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The Trump campaign has lost all the substance it once had

The Trump campaign has lost all the substance it once had
The Trump campaign has lost all the substance it once had


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Donald Trump's 2016 campaign was, among other things, one of the most impressive branding displays on a large scale and in a short period of time. There were hats. There were flags. And above all, there were slogans.

Make America great again. Build the wall. Lock her up. And later, Drain the swamp, which Trump conceded about the strain he initially hated. No matter: the crowds loved it, which was enough for Trump to decide he loved it, too.

One of the peculiarities of the Trump 2024 campaign is the absence of a similar mantra. At some recent rallies, neither Trump nor the audience even uttered the word Build the Wall, once a norm. Crowds turn instead to generic American chants or, as at a recent gathering in Phoenix, Bullshit, bullshit, bullshit!, which has a winning simplicity but lacks the specificity and originality of its predecessors.

In their place, Trump's discourse has become dominated by grievances about the wrongs he says have been done to him and his promises to seek revenge. It doesn't quite create the festive atmosphere of eight years ago, where many attendees were clearly having a good time. Even though the new, more prosaic sentiment lacks the dynamism of the past, it has still managed to generate enough enthusiasm that Trump is ahead in many polls and could return to the White House in a few months.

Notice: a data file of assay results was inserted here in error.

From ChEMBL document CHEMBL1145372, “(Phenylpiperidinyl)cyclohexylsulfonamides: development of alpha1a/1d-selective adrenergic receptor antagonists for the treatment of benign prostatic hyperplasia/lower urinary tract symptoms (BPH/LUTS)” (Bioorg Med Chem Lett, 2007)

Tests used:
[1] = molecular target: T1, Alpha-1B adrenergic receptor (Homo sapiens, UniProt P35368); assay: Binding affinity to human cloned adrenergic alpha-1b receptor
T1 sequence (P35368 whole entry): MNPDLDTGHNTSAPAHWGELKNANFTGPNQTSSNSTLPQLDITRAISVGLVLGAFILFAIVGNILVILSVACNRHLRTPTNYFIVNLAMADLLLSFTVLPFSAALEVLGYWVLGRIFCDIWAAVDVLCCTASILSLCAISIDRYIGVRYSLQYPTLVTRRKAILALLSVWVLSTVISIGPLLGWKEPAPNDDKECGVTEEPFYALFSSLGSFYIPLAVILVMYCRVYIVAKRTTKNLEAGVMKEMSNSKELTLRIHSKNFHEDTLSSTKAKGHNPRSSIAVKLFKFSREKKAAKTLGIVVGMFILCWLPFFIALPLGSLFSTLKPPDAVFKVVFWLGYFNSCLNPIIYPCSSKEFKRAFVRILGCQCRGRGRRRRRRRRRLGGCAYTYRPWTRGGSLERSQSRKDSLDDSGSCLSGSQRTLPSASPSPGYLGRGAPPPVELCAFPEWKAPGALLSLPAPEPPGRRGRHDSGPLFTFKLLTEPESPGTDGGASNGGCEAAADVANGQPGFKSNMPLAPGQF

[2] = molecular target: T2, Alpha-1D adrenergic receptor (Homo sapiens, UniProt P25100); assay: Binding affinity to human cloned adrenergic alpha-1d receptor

Even Trump seems to recognize the hollowness of his last campaign. In 2016, we had a great campaign and it was mostly about the border, he said recently in Nevada. And I did such a good job that in 2020, where we got millions more votes than in 2016, but I couldn't talk about the border.

The lack of catchy slogans might not matter if it was just slogans. But in 2016, they symbolized Trump's willingness to talk about topics that other candidates, including other Republicans, avoided. When Trump promised to build the wall, he was demonstrating that he was not beholden to the somewhat centrist immigration reform leanings of the rest of the Republican Party and that he did not care about political correctness. When he was attacked for his slogan, he smiled: The wall just went 10 feet higher.

The focus on the wall also showed that he was willing to deploy (potentially) common-sense ideas that other politicians were not. That helped Trump appeal not only to Republicans but also to disaffected voters of all stripes. He had several such policy positions, including breaking with the bipartisan consensus on free trade, pledging to protect Social Security and Medicare, and claiming to have opposed the Iraq War from the start.